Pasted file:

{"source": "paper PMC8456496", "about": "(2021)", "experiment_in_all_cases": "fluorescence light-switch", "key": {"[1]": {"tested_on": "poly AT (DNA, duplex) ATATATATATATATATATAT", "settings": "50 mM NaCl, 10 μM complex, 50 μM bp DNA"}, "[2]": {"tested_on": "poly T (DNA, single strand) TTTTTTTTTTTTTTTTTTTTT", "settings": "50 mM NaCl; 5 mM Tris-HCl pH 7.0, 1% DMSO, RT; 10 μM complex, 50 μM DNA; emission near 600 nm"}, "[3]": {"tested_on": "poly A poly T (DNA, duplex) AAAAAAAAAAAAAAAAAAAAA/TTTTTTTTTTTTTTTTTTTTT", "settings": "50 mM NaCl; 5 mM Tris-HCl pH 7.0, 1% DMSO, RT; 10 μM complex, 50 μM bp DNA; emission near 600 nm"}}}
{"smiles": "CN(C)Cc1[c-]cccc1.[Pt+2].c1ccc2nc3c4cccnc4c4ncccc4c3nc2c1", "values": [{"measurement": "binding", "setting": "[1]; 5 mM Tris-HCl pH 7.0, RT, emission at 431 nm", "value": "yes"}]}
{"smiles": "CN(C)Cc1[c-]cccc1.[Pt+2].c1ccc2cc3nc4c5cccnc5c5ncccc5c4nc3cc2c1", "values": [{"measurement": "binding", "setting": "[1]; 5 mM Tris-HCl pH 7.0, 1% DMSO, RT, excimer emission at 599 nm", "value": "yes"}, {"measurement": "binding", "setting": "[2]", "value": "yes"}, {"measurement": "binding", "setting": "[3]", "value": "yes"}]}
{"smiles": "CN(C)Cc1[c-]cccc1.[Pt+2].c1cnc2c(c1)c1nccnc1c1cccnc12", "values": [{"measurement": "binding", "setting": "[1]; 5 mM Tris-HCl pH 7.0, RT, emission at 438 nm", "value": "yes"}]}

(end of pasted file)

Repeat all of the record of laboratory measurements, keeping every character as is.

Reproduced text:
{"source": "paper PMC8456496", "about": "(2021)", "experiment_in_all_cases": "fluorescence light-switch", "key": {"[1]": {"tested_on": "poly AT (DNA, duplex) ATATATATATATATATATAT", "settings": "50 mM NaCl, 10 μM complex, 50 μM bp DNA"}, "[2]": {"tested_on": "poly T (DNA, single strand) TTTTTTTTTTTTTTTTTTTTT", "settings": "50 mM NaCl; 5 mM Tris-HCl pH 7.0, 1% DMSO, RT; 10 μM complex, 50 μM DNA; emission near 600 nm"}, "[3]": {"tested_on": "poly A poly T (DNA, duplex) AAAAAAAAAAAAAAAAAAAAA/TTTTTTTTTTTTTTTTTTTTT", "settings": "50 mM NaCl; 5 mM Tris-HCl pH 7.0, 1% DMSO, RT; 10 μM complex, 50 μM bp DNA; emission near 600 nm"}}}
{"smiles": "CN(C)Cc1[c-]cccc1.[Pt+2].c1ccc2nc3c4cccnc4c4ncccc4c3nc2c1", "values": [{"measurement": "binding", "setting": "[1]; 5 mM Tris-HCl pH 7.0, RT, emission at 431 nm", "value": "yes"}]}
{"smiles": "CN(C)Cc1[c-]cccc1.[Pt+2].c1ccc2cc3nc4c5cccnc5c5ncccc5c4nc3cc2c1", "values": [{"measurement": "binding", "setting": "[1]; 5 mM Tris-HCl pH 7.0, 1% DMSO, RT, excimer emission at 599 nm", "value": "yes"}, {"measurement": "binding", "setting": "[2]", "value": "yes"}, {"measurement": "binding", "setting": "[3]", "value": "yes"}]}
{"smiles": "CN(C)Cc1[c-]cccc1.[Pt+2].c1cnc2c(c1)c1nccnc1c1cccnc12", "values": [{"measurement": "binding", "setting": "[1]; 5 mM Tris-HCl pH 7.0, RT, emission at 438 nm", "value": "yes"}]}